1k views

AC Voltage source terminal polarity and grounding

Ill try to make it as clear as possible. This may seem like a simple question, but it is something that I havent quite figured out. It has to do with polarity on the leads of an AC source. Every book ...
2
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2answers
882 views

Discharging a capacitor through a resistor and an LED in series

Suppose you have a capacitor of capacity \$C\$ and initial voltage \$U_0\$, a resistor \$R\$ and a LED with threshold voltage \$U_S\$ (\$U_0 > U_S\$) in series. Now I want to calculate duration ...
3
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1answer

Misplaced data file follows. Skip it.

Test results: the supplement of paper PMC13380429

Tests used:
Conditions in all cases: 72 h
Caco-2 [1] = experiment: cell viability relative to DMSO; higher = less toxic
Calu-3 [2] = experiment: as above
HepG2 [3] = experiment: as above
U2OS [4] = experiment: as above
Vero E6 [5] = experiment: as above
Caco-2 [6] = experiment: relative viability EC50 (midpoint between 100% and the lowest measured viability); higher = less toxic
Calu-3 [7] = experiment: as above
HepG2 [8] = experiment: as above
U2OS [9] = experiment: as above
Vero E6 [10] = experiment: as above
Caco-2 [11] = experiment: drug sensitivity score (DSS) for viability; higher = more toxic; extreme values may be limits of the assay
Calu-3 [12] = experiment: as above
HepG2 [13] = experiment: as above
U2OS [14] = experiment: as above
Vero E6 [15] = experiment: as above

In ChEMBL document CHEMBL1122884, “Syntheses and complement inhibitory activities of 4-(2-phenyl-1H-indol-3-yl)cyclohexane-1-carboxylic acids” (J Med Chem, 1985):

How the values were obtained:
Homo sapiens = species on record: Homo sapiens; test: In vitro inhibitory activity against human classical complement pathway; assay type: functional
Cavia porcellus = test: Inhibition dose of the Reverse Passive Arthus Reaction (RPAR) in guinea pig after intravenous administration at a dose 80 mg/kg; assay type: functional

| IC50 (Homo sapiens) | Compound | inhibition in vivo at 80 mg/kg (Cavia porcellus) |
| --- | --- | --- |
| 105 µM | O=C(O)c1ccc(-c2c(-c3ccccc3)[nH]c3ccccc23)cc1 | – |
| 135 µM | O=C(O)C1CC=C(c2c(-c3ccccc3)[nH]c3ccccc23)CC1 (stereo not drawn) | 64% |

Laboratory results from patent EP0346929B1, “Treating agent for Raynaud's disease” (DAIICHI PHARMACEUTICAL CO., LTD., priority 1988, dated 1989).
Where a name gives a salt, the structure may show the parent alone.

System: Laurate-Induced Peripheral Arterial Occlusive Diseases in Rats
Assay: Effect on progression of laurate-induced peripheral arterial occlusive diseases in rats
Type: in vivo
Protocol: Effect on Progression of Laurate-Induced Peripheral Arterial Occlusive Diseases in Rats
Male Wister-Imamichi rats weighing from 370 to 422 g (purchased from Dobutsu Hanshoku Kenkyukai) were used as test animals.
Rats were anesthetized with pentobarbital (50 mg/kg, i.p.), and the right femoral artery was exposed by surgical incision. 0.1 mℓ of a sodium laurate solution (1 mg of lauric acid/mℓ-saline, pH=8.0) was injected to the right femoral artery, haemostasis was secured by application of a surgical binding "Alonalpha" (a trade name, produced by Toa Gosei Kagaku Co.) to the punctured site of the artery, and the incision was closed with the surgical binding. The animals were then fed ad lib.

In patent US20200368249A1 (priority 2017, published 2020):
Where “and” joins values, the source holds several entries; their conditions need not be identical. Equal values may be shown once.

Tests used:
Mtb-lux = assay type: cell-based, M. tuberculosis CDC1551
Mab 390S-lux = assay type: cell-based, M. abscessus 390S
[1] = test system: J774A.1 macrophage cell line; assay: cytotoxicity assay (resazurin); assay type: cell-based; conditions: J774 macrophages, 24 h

298 views

Why does a transformer's ratio change?

I've connected various transformers to a circuit (one at a time) in reverse (power supplied to secondary) and I measured the voltages at both windings and found ratios very different from the ones ...
7
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4answers
5k views

RC differentiator circuit explaination

This is the circuit of a basic RC differentiator, with the input/output voltage waveforms. First of all, I don't understand why there is decrease in the output voltage (discharging of charge from ...
10
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3answers
464 views

Is electronics driven by scientific papers?

Is electronics driven by scientific publication, similar to other academic fields? Two famous publications I came across, Gordon Moore's seminal paper, and Leon Chua's discussion of the memristor, did ...
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2answers
541 views

What is a mutator?

I'm reading this paper by Chua on the memristor. He claims that Using a mutator, a memristor with any prescribed phi-q curve ...